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S I T TI BI
Registered at the Post Office as a Newspaper Est. 1893
INCORPORATED WITH THE CONGLETON AND MACCLESFIELD MERCURY
THURSDAY, 16th SEPTEMBER, 2010.
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Health inequality gap is no more than streets apart
By Chris Young A third of people on the eastern side of Congleton live in pockets of deprivation, despite being a few minutes walk away from some of the country’s most affluent areas.
Resident living in communities which include the Bromley Farm estate and Buglawton are also more likely to smoke, suffer from obesity and claim incapacity benefits.
Efforts by the trust to tackle the health inequalities were described as piecemeal this week.
The findings have just been released in the annual health report of Central and Eastern
Cheshire Primary Care Trust.
While quality of life is high in most of the borough, the report shows that 32% of people in Congleton East live in some of the most deprived conditions in the country, despite being a short distance from Congleton South, an area that includes Mossley and Hightown, which falls in the top 20% nationally for quality of life.
Glen Williams, chairman of the Bromley Farm Community Development Trust, recognised the problems, but said efforts by the trust to tackle them so far had only provided “piecemeal” solutions.
The report used a deprivation index to measure the problem areas,” each made up of about 1,500 people. The seven issues taken into account included income, employment, living environment, health and disability and crime.
According to the report, 31.8% of the population of
Congleton East live in an area that ranks among the 20% most deprived nationally. By comparison, 100% of people in Congleton South live in an area that makes up the top 20% well off.
Other problems highlighted included a higher percentage of people with long-term illnesses — 19.8% compared to a 16% average across the rest of the trust area — and higher obesity rates, with 27.7% of people having a BMI of over 30 compared to 23.1% elsewhere. The number of adults who smoked was 27.1% of the population compared to 17.9% for the former Congleton borough area.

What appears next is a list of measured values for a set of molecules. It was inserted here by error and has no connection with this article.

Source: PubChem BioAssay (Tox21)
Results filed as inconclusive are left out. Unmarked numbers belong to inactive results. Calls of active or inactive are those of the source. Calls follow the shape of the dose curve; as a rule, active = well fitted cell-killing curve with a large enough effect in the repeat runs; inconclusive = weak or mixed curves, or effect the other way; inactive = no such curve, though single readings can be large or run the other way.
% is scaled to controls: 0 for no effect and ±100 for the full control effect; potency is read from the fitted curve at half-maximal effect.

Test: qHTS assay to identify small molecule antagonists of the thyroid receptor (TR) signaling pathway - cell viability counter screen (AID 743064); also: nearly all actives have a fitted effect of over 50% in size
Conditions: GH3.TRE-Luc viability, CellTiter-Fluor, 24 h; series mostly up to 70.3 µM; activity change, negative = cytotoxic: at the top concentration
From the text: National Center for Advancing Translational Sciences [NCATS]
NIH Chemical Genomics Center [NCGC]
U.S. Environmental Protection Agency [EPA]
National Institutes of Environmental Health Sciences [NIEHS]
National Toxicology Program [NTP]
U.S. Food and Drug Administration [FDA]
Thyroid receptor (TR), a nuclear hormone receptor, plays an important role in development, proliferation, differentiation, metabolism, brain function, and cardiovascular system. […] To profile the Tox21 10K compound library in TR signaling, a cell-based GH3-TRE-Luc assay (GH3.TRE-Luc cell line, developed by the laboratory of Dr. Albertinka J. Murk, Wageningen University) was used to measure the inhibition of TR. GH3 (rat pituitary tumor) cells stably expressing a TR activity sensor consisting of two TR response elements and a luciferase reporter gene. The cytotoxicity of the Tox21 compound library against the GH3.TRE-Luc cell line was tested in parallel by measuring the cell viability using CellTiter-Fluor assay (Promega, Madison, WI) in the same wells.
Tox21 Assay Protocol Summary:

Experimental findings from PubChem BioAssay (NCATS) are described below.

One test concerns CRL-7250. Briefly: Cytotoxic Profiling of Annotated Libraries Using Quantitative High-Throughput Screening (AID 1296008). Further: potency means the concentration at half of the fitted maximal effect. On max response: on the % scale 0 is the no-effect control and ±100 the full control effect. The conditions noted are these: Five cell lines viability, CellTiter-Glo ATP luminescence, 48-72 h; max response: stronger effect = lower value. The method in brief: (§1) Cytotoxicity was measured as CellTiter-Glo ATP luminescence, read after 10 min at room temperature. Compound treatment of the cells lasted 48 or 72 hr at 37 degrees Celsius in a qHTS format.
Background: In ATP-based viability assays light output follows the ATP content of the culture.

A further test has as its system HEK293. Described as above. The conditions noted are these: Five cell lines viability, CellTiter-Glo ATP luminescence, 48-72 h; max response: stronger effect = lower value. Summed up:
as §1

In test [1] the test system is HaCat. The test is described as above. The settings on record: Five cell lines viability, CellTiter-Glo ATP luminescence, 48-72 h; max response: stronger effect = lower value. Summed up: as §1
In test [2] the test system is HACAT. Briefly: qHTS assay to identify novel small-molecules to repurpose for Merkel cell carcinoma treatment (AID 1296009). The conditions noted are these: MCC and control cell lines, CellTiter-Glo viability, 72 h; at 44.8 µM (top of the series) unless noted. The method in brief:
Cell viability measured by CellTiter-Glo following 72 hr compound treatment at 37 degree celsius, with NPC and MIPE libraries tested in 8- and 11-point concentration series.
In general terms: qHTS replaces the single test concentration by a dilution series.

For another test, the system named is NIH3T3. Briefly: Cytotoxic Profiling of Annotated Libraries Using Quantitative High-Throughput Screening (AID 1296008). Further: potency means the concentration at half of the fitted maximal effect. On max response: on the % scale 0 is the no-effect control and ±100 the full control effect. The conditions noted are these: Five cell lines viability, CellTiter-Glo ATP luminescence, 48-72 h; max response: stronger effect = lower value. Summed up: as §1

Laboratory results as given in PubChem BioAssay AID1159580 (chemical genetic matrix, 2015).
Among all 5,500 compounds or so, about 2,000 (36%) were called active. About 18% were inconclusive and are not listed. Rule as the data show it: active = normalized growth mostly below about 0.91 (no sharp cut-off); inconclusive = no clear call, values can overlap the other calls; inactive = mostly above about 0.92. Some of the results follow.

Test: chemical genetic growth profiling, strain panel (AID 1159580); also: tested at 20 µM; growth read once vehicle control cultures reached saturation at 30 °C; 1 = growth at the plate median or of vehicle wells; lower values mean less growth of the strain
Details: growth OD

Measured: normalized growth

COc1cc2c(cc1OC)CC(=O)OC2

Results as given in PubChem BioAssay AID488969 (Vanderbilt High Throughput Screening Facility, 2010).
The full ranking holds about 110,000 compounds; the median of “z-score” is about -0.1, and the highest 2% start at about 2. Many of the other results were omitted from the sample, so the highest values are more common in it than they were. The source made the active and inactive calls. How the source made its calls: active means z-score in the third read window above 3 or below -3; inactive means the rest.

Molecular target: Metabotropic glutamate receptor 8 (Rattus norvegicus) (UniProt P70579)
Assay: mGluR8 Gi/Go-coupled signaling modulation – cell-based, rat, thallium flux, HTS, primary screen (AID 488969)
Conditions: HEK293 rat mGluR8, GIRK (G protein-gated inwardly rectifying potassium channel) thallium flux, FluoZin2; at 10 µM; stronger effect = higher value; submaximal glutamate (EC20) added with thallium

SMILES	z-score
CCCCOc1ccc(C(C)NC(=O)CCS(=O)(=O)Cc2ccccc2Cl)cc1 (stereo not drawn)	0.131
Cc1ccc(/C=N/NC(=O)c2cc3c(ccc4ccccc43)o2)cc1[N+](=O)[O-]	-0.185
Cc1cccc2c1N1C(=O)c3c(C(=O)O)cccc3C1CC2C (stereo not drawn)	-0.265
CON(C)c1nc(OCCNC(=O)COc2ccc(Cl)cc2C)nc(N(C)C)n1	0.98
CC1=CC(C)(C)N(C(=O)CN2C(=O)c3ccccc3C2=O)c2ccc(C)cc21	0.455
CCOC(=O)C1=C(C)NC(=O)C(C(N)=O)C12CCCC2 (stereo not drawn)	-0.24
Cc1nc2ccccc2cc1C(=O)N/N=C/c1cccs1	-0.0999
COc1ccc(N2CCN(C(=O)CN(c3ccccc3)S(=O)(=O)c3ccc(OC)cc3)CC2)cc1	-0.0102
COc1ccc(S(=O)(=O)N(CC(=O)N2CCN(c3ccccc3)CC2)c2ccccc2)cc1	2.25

Residents do not eat as healthily or exercise as much as those elsewhere in east and central Cheshire.
While people in Congleton South can expect to live to 67 before suffering from any disabling illness, people in
Congleton East on average only reach 61. Seven point six per cent of residents receive incapacity benefits compared to 2.2% in Congleton South, while 4.7% are on jobseekers allowance compared to 1.3%.
The report added: “Populations within certain areas of Congleton, such as Congleton East, have a marked difference in deprivation experience and therefore are more likely to experience a marked difference in health despite being in neighbouring communities often a small distance apart.
“It is recommended the area partnership proceeds with further analysis and investigation of available data, combined with the views of the identified populations, to identify and determine which of the aspects of deprivation have the greatest impact on the area in focus.”
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Landlords Andy and Caroline Wightman, of the Harrington Arms in Gawsworth, celebrated 300 years of the pub’s history at an anniversary event on Saturday. To find out what happened, turn to the back page. (“Chronicle” photo. 3715a/10).
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Congleton cabbies fear unlimited taxi numbers could harm their trade
The number of taxis in Congleton and fare prices could change in the new year, following a Cheshire East Council survey.
Currently the former Congleton borough has a limited number of 42 hackney carriages operating, while the other two boroughs of Macclesfield and Crewe and Nantwich have unlimited numbers.
Passengers in Crewe and Nantwich pay £2.20 for the first mile on day rate fares, while Congleton and Sandbach pay £2.60 and those in Macclesfield pay £3.
The council wants to end restrictions and standardise fares.
One taxi driver told the “Chronicle” that if the review led to there being more taxis in Congleton and a fare increases,
the town’s already fragile taxi trade would be further damaged.
At a Licensing Committee meeting on Monday, councillors voted in favour of a review of policies and procedures relating to hackney carriages, including the number of taxis, licence terms and conditions, the difference in fares and the state of taxi ranks. The aim is standardisation across the Cheshire East area.
Licensing manager Tony Potts told the committee: “Taxis are a key part of the transport system.
“They contribute less to traffic by having several people in one and they get people home after nights out, reducing the rate of alcohol related disturbances.
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